By Bob Uphues
A Cicero-based child care business is looking to open what would be its fourth west suburban location in Brookfield inside an Ogden Avenue commercial property that most recently housed an auto parts store.
The owner of Let's Play Child Development Center has applied for a special use permit to allow the daycare center to operate out of the building at 9109 Ogden Ave., formerly Carquest Auto Parts. The site is in the village's C-1 commercial district.
The Brookfield Planning and Zoning Commission will hold a public hearing on the special use permit application on Jan. 23 at 7 p.m. in the council chamber of the Brookfield Village Hall, 8820 Brookfield Ave.
Any member of the public wishing to provide input on the application can do so at the hearing or in writing prior to the hearing.
Whatever recommendation the Planning and Zoning Commission makes will go to the Brookfield Village Board for final approval or denial.
If the daycare center is allowed to locate on Ogden Avenue, its existence would trigger a 100-foot buffer for any adult-use cannabis dispensary that wished to move to that area.
"It would create another zone on Ogden Avenue where a dispensary would be prohibited," said Village Planner Elyse Vukelich.
School and daycare centers already prohibit a dispensary from locating on the west end of Broadway Avenue, on part of the 3400 block of Maple Avenue and a portion of the 3700 block of Grand Boulevard.
The roughly 6,100-square-foot, one-story building will need to be completely built out to accommodate the daycare center, said Vukelich, who added no work would take place unless the company received the special use permit.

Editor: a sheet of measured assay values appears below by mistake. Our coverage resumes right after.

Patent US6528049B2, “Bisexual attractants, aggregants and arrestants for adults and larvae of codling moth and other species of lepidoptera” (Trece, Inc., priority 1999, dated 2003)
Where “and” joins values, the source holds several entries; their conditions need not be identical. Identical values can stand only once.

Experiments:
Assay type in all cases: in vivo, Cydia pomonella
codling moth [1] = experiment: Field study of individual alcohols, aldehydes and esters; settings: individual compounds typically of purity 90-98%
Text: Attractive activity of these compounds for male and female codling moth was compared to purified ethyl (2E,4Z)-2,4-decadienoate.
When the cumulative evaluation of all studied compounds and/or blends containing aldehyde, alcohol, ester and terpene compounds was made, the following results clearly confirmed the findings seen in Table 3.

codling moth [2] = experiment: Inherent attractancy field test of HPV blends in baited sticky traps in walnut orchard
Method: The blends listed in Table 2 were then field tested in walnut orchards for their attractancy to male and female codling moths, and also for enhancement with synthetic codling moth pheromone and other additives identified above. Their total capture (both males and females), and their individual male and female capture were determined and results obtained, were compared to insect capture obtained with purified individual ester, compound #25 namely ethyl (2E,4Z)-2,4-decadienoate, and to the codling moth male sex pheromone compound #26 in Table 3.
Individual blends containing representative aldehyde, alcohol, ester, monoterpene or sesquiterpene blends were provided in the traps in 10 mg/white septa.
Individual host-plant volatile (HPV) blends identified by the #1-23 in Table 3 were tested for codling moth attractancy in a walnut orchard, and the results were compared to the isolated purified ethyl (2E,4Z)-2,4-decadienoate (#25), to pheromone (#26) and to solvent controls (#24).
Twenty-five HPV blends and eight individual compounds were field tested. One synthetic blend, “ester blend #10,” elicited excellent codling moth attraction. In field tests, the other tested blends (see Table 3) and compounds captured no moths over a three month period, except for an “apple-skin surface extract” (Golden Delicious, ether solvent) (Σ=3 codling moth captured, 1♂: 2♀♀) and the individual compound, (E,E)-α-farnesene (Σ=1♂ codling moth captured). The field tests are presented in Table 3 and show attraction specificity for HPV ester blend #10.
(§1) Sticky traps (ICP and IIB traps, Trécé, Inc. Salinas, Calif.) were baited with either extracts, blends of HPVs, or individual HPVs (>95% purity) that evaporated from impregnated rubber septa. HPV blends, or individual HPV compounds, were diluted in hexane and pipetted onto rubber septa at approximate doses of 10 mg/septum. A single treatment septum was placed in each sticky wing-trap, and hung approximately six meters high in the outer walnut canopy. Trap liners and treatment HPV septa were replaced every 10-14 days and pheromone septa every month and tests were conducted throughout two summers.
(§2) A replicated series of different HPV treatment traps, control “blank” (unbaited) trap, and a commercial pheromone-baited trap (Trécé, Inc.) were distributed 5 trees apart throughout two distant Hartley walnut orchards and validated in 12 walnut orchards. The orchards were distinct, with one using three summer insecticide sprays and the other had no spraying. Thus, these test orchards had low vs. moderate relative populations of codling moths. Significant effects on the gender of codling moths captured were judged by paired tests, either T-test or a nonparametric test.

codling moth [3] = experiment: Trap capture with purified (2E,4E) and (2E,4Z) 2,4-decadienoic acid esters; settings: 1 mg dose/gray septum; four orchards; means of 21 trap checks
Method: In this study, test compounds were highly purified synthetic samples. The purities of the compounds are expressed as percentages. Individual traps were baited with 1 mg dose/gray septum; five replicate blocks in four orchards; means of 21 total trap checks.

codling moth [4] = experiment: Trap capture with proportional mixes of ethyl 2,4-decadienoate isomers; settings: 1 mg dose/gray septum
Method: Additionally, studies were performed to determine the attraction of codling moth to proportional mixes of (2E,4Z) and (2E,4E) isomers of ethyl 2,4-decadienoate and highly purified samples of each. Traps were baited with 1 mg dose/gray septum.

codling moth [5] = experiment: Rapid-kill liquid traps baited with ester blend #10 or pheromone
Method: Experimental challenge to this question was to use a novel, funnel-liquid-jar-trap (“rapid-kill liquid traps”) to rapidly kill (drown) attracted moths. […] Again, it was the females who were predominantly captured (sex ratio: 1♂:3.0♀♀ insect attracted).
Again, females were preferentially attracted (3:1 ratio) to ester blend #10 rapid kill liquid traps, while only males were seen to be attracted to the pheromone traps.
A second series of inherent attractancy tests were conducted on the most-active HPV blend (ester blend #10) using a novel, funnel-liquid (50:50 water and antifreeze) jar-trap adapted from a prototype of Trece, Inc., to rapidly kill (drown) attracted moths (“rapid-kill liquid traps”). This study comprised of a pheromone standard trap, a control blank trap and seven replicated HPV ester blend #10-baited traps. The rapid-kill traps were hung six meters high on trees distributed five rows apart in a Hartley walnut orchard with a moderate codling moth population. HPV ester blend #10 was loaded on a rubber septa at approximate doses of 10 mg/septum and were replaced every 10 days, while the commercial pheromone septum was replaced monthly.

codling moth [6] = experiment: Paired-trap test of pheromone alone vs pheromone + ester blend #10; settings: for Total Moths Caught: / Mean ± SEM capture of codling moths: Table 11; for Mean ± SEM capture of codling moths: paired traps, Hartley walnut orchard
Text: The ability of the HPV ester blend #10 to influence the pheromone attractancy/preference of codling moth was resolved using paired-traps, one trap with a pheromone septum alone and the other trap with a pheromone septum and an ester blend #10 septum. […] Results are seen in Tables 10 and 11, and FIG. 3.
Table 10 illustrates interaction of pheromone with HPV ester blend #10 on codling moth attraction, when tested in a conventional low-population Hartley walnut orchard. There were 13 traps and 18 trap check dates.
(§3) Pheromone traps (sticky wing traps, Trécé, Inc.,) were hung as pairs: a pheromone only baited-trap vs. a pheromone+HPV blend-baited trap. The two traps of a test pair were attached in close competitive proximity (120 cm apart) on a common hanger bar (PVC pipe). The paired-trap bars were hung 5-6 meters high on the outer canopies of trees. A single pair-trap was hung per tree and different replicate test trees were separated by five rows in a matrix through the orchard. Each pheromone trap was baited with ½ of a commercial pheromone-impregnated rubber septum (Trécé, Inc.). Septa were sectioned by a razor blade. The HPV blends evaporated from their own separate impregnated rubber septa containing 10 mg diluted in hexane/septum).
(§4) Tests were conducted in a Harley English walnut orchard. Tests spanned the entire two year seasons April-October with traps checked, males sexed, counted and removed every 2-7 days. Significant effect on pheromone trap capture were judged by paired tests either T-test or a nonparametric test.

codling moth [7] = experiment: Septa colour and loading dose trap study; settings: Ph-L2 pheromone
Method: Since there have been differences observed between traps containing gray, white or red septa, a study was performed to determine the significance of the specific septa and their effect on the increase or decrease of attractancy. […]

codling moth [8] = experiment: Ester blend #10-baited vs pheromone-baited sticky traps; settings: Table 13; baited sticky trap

According to the application on file with the village's Community and Economic Development Department, the pole sign on the property no longer conforms to the sign code and will either have to be brought into compliance or be removed completely.
Let's Play Child Development Center presently operates three locations – one in Cicero and two in North Riverside. The business' website states that it serves children from 6 weeks to 12 years old and provides "a variety of child developmental activities that focus on reading, writing, fine motor activities, math and science, language building skills and art activities."
All three locations operate Monday through Friday from 6 a.m. to 6 p.m. While it's unclear how many children the Brookfield location might serve, Vukelich said the building's capacity would allow up to 78.
Children arrive in the morning between 6 and 9:30 a.m., according to the company's application. Parents also pick children up at different times throughout the day.
"This is done to alleviate traffic congestion that is caused by having a set arrival and/or dismissal time," the application states.
Because there is no parking on Ogden Avenue in front of the business and because the village does not want vehicles pulling up onto the public parkway, Let's Play Child Development Center is in the process of working out an arrangement to rent 11 parking spaces in an existing off-street lot at 4111 Park Ave.
Parents can also use existing public parking spaces on Park and Elm avenues and walk their children to and from the location. The school also has the use of a driveway located between the former auto parts store and Merrick Animal Hospital, at 9115 Ogden Ave. Vukelich said the business planned to use that space for employee parking.
The location does not provide any onsite outdoor recreation space, as required by state law. However, Let's Play Child Development Center reportedly is seeking a waiver from that rule due to the proximity of Ehlert Park, just two blocks to the south.
"They would make field trips to Ehlert Park," Vukelich said.